Fascism v. Nazism

Fascism and Nazism have often been grouped together with little, if any differentiation. In reality, there are significant differences between the two ideologies, which are clearly seen by examining Benito Mussolini’s What is Fascism, and Hitler’s The 25 Points 1920: An Early Nazi Program. Reading these two sources in conversation with each other reveals that the reasoning was different for both ideologies.

Mussolini’s What is Fascism was written in 1932 with the help of Giovanni Gentile. With this definition, Mussolini stove to define what Fascism was, and how it would bring Italy back into it’s former glory. The essence of Fascism was defined as the state, which was absolute.  Additionally, Mussolini believed that individuals were only to be conceived of in their relation to the State.1 Furthermore, Mussolini noted why Fascism was different than other ideologies, (and therefore better in his mind). He stated that Fascism now and always, believes in holiness and in heroism; that is to say, in actions influenced by no economic motive, direct or indirect.2 In addition, he discussed how Fascism was an ideology that would be able to organize the state, and allow it to expand. He continues with the idea of expansion as essential for the growth and subsequent success of the nation.

While Mussolini remained focused on expansionism and creating a national fervor for a better Italy, Hitler demonstrated through The 25 Points 1920: An Early Nazi Program that purification of the nation was his ideological goal to better the nation. A significant number of points deal in some way with race and purifying the German population down to the ideal citizen. Hitler discusses how citizenship should be defined by one’s race, and that only those of German blood could reap the benefits of citizenship. Foreigners and Jews specifically are not included as citizens. Hitler believed that through purification of the population, Germany would cleanse itself of any impurities, and return again to it’s former glory.

Both Hitler and Mussolini arguably had a common goal in asserting their ideologies. They both wanted to restore their respective nations to their former glory. However, the methodology for each leader was significantly different. Mussolini believed that fascism was defined by an absolute state, while Hitler believed that success could be achieved through purification of the German race.

What I found intriguing about reading these sources was specifically looking at the language and word choice in Mussolini’s definition. He writes fascism, now and always, believes in holiness and heroism.3 I find it interesting that he used the word “holy” in his definition. I believe in class we discussed that Mussolini was not religious. However, perhaps the choice in wording here was deliberate. Creating a mission to make a “holy and heroic” population would arguably attract both the Church and the population in general, most of whom were Roman Catholic. Thoughts? What other instances do you see where language and word choice was significant in either the Mussolini or Hitler document?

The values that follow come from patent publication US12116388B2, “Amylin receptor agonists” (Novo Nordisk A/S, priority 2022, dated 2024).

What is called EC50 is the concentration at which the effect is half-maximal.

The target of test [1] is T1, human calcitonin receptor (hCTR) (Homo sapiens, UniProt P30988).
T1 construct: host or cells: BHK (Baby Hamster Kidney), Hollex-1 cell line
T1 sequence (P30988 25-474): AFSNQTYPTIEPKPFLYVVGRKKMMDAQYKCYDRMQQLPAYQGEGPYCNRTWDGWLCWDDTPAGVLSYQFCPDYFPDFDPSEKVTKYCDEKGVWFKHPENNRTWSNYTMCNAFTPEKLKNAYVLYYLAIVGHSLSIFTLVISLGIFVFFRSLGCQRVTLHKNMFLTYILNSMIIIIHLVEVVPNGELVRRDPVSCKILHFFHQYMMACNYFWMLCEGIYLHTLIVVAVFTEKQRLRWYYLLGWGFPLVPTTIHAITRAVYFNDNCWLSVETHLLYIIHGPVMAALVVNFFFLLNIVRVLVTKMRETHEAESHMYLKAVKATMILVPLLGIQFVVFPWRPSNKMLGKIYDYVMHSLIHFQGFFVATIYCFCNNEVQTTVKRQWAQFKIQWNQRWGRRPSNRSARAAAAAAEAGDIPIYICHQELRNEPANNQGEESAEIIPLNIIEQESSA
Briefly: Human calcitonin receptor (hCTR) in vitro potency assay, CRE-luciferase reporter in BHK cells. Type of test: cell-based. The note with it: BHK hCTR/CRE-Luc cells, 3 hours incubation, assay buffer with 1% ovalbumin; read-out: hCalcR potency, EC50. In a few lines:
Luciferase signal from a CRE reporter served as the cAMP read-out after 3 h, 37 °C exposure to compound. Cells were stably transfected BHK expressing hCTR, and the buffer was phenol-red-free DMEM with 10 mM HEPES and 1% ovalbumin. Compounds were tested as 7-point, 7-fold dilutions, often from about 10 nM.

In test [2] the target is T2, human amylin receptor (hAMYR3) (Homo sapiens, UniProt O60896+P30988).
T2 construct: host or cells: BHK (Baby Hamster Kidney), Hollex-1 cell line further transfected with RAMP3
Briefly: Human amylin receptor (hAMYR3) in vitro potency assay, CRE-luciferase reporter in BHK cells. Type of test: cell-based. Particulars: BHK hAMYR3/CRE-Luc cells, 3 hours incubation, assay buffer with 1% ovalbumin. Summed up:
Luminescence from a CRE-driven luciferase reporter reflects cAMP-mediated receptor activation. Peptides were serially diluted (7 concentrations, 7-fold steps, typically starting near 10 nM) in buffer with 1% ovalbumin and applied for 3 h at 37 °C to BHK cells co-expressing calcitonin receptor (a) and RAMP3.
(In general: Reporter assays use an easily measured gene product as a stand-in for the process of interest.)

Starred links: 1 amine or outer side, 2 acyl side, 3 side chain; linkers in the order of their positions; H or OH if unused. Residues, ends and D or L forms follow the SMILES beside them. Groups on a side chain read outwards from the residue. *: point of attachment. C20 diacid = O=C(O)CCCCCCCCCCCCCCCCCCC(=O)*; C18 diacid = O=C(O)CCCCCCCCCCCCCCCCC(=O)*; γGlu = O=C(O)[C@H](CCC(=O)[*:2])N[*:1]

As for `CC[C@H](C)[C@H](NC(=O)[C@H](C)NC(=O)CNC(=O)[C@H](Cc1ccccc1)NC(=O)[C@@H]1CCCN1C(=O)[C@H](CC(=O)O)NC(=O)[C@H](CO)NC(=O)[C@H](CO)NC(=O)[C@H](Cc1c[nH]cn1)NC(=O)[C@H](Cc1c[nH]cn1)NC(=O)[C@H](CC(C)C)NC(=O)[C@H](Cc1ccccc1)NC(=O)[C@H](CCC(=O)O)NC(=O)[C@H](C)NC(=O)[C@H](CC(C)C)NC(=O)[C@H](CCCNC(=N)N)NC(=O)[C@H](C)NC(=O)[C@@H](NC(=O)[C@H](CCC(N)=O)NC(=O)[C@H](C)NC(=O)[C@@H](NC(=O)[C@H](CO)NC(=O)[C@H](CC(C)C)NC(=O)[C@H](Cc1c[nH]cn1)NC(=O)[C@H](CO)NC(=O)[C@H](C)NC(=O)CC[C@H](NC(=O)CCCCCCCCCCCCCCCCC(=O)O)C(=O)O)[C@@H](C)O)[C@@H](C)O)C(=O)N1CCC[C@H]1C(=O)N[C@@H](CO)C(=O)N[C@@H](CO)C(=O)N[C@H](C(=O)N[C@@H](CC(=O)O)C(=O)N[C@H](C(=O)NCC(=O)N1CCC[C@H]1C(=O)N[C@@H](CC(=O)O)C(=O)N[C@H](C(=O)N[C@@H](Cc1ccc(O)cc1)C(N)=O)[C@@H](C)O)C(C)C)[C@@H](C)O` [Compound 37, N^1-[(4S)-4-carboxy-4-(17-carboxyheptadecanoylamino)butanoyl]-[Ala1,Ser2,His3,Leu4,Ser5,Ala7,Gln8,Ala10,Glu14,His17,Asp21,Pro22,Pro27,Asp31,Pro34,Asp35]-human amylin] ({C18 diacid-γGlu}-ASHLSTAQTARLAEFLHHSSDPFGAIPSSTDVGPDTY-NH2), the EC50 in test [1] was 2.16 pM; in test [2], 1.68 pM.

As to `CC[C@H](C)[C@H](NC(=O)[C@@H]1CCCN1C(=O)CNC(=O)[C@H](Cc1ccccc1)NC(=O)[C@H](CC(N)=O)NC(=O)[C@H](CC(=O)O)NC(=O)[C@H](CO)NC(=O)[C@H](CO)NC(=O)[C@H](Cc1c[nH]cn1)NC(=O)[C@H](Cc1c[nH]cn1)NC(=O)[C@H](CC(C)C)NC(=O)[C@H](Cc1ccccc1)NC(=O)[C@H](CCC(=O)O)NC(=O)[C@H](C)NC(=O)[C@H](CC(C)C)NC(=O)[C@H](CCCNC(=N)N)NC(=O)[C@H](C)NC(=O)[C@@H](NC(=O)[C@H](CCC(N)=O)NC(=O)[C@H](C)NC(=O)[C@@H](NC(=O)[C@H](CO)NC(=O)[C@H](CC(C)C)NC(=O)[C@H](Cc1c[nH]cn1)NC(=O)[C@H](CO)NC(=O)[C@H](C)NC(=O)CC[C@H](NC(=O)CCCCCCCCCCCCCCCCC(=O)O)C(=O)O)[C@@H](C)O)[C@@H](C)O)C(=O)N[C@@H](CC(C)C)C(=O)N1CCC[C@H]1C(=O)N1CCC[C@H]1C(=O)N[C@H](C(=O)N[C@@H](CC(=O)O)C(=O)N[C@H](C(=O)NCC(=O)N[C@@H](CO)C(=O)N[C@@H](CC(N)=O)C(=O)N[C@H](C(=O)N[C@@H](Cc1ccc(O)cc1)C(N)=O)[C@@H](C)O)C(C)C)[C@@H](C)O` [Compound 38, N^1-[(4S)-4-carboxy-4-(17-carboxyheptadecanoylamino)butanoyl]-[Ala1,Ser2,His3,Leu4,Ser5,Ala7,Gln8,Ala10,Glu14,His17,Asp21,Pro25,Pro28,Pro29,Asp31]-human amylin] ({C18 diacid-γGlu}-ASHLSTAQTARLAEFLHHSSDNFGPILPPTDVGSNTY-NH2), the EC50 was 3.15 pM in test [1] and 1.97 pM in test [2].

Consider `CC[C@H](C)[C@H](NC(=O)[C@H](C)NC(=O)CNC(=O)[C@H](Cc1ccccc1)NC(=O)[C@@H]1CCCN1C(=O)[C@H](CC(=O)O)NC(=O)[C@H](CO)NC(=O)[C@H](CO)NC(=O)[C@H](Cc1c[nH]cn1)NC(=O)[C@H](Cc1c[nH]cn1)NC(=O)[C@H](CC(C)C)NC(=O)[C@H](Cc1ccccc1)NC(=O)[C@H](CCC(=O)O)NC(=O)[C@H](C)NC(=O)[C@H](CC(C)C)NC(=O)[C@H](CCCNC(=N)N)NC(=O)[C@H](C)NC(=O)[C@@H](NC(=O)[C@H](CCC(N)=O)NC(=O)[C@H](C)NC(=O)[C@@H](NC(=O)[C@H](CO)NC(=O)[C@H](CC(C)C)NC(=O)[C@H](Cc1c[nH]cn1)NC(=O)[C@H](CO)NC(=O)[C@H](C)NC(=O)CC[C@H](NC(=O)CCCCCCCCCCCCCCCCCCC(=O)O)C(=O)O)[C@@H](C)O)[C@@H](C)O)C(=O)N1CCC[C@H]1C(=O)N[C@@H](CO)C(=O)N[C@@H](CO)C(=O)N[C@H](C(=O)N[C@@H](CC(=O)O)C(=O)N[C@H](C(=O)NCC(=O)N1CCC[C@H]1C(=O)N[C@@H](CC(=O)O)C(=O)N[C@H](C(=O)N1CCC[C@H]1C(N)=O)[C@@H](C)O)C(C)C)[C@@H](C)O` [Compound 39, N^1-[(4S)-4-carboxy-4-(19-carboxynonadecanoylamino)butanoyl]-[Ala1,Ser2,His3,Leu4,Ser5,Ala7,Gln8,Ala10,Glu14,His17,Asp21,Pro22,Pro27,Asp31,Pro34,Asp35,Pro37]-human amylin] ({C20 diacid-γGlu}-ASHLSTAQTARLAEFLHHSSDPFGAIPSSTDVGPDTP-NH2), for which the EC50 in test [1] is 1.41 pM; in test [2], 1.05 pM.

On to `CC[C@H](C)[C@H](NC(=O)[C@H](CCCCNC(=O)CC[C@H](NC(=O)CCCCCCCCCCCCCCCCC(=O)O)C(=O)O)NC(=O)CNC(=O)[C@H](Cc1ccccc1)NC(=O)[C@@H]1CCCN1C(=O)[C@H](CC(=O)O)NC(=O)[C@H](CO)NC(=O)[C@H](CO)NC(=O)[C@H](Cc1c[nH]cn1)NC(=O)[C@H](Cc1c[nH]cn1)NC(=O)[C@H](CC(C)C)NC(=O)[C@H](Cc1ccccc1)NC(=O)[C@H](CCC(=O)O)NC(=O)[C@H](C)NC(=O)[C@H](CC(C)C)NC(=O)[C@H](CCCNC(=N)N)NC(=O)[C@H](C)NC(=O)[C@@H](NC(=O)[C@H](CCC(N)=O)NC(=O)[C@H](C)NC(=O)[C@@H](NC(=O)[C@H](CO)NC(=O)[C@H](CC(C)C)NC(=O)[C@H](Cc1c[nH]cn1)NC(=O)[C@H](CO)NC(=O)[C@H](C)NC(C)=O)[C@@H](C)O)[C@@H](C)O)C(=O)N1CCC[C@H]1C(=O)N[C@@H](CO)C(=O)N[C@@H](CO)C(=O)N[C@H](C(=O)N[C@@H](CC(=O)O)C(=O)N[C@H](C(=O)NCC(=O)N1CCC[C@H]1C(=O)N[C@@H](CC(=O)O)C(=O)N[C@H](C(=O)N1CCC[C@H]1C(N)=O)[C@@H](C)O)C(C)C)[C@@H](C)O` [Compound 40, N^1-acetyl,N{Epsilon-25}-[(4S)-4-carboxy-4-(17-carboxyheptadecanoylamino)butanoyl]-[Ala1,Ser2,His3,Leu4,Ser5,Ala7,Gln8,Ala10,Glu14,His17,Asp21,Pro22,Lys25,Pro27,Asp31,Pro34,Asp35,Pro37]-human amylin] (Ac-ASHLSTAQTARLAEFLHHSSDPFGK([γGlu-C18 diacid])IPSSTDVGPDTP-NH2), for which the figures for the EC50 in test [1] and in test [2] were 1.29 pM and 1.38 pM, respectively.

1. “Modern History Sourcebook: Benito Mussolini: What is Fascism,” Fordham University, accessed September 19, 2014, http://www.fordham.edu/halsall/mod/mussolini-fascism.asp []
  2. Ibid []
  3. Ibid []

3 thoughts on “Fascism v. Nazism

  1. I wouldn’t say that Hitler and Mussolinis methodology were significantly different but rather just different. I would say that both were similar in that they needed absolute control to gain what they wanted. However, Hitler wanted to go beyond Mussolinis goal of an absolute state. Hitler wanted to ‘purify’ the state of ‘unwanted’ peoples he saw unfit to the German state. However, in order to do so, Hitler had to obtain an absolute state by changing the laws of the state and removing political enemies, much like Mussolini. Where they differed is that Mussolini stopped at an absolute state and that he wanted to make Italy great like the old Roman Empire. Hitler had desires beyond an absolute state. That was to cleanse the ‘arian race’ of undesirables from his empire.

  2. The point you make about language/word choice is an interesting one. I think the language reflecting religion were deliberately chosen to appease to a largely roman catholic population. Another example I found of such wording was at the end where he states “that Fascism has created a living faith”. The pairing of the words “living” and “faith”, in my mind definitely are associated with religious beliefs and practices.

  3. Your point about his word choice (specifically his appeal to religion) distinctly shows Mussolini’s conviction towards his Italian heritage.

    Mussolini’s manifesto (and, in a larger sense, his policies when ruling Italy) appealed heavily to the national pride of Italy as a whole , and a major part of the Italian makeup (especially in the north) connected to a Roman Catholic identity, therefore Mussolini’s religious word choice in this explanation of Fascism makes complete sense.

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